Peace songs were now appearing in books, such as the Student Peace Union’s Songs for Peace in 1966, and Barbara Dane and Irwin Silber’s The Vietnam Songbook in 1969. Broadside continued to publish peace songs in most issues through the rest of the decade, along with Broadside Ballads albums, with vol. 5 featuring Matt Jones and Elaine Laron’s “Hell No, I Ain’t Gonna Go.” Numerous Folkways albums included peace songs. Silber and Dane started Paredon Records in 1969 and would soon issue such titles as FTA! Songs of GI Resistance (1970), Vietnam: Songs of Liberation (1971), and Vietnam Will Win! (1971). By the decade’s end, the war seemed nowhere near ending, and neither did the output of peace songs, which continued to register the country’s ongoing frustrations.

Ronald D. Cohen is an emeritus professor of history at Indiana University, Northwest. This essay is drawn from Study War No More: Peace Songs in American History, 1900-1970 (East Windsor, NJ: CAMSCO Music, forthcoming).


1Pete Seeger, Where Have all the Flowers Gone: A Singalong Memoir (New York: A Sing Out! Publication, 2009), 166. Originally published in Sing Out!, Vol. 11, No. 5 (Dec.-Jan. 1961-62): 3.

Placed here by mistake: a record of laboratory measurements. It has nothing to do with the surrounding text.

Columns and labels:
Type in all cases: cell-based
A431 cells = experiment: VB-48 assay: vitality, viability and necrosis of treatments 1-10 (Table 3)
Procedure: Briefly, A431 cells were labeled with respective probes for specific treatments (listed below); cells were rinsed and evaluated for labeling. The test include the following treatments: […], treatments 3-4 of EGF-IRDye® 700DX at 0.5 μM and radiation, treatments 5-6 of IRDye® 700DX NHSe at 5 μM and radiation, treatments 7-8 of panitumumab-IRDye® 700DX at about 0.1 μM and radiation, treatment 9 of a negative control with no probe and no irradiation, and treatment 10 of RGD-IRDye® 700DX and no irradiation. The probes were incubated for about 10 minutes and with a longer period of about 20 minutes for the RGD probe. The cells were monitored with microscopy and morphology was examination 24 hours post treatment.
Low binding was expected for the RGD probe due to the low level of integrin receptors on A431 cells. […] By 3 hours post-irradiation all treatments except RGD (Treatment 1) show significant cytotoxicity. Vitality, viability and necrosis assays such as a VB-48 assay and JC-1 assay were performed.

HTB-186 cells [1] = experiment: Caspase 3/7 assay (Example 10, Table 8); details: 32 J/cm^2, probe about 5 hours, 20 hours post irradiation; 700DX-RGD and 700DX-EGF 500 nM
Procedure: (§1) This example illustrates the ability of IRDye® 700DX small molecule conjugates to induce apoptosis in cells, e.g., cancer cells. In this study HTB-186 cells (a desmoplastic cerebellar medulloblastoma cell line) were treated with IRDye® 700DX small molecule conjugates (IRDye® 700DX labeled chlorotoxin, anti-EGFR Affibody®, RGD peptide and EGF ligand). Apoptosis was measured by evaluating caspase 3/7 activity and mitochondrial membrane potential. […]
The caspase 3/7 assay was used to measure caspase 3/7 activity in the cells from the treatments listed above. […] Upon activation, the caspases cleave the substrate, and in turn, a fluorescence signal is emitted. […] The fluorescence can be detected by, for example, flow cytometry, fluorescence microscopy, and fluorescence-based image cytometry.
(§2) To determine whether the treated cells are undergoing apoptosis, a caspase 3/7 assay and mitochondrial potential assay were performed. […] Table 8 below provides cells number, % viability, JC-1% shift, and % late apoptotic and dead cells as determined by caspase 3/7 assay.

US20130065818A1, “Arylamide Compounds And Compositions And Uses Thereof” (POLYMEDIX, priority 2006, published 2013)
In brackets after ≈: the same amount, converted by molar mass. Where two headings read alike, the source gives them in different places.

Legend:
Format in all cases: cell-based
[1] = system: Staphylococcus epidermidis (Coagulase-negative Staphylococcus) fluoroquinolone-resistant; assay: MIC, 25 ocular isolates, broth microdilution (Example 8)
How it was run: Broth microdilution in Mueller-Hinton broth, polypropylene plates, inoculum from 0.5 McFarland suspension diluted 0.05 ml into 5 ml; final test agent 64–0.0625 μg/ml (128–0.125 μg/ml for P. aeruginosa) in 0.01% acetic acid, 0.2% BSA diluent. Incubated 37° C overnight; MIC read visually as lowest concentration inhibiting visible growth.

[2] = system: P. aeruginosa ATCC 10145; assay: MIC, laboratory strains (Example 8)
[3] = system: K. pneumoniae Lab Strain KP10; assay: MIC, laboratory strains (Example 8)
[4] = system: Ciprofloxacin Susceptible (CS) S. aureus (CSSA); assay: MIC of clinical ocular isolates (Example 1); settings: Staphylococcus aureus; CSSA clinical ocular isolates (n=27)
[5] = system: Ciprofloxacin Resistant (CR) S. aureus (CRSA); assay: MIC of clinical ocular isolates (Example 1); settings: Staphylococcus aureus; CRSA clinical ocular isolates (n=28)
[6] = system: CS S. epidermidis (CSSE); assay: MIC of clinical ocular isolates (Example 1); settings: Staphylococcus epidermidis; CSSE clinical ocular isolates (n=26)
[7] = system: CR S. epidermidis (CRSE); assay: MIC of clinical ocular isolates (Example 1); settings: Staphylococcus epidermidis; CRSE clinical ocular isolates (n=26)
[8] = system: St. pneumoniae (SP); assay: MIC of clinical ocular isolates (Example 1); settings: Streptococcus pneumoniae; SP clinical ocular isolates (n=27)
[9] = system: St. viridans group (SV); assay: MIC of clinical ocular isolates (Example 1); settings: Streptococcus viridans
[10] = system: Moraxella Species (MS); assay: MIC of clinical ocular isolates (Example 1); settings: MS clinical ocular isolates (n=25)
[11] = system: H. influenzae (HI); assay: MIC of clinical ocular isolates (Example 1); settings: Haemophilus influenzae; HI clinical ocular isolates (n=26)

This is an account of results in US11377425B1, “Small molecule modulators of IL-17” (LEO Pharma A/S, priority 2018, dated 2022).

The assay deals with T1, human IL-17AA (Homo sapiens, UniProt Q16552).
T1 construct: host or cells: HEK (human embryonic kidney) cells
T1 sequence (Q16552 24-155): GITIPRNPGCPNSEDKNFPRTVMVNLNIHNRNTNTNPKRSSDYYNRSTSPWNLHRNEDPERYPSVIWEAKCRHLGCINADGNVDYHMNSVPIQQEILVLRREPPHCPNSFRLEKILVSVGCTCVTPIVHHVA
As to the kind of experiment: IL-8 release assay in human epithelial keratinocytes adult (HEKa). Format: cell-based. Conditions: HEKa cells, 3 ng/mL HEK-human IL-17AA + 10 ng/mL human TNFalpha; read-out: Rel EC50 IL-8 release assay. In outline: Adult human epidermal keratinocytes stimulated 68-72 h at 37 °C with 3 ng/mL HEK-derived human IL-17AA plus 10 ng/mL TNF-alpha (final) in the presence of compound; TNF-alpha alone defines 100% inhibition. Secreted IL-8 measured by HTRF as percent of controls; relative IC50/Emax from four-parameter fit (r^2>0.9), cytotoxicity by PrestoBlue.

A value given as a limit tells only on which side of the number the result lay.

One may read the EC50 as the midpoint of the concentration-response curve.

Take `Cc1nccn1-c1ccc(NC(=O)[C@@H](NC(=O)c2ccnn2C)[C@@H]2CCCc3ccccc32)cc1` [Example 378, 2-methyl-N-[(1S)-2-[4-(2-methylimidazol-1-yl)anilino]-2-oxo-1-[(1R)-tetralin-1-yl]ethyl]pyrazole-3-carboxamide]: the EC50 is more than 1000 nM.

2Scott Barretta, ed., “Go Away You Bomb,” The Conscience of the Folk Revival: The Writings of Israel “Izzy” Young (Lanham, Maryland: Scarecrow Press, 2013), 231.

3Jeff Place and Ronald D. Cohen, The Best of Broadside, 1962-1988 (Washington, D.C.: Smithsonian Folkways Recordings, 2000; SFW CD 40130).

4On the history of Folkways and Broadside consult: Richard Carlin, Worlds of Sound: The Story of Smithsonian Folkways (New York: Collins/Smithsonian Books, 2008), chap. 9.

5David Crosby and David Bender, Stand and Be Counted: Making Music, Making History (San Francisco: HarperSanFrancisco, 2000), 28.

6Irwin Silber, “Fan The Flames,” Sing Out!, Vol. 15, No. 6 (January 1966): 71-72.

7“Rock ‘n’ Roll: Message Time,” Time (September 17, 1965): 102.

8Born Philip Gary Schlein.

9P.F. Sloan, “P. F. Sloan : In His Own Words - The Stories Behind The Songs,” February 19, 1999. Accessed June 2013. http://www2.gol.com/users/davidr/sloan/aboutsongs.html.

10Josh Dunson, “Folk Rock: Thunder Without Rain,” Sing Out!, Vol. 15, No. 6, (January 1966): 16-17.

Click to watch video

Video: Pete Seeger discusses some of his well-known peace songs.

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Slideshow: Peace images of the 1960s. All photographs by Diana Davies. Courtesy of the Ralph Rinzler Folklife Archives and Collections, Smithsonian Institution.

Audio Selections
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Slideshow: Broadside Ballads album covers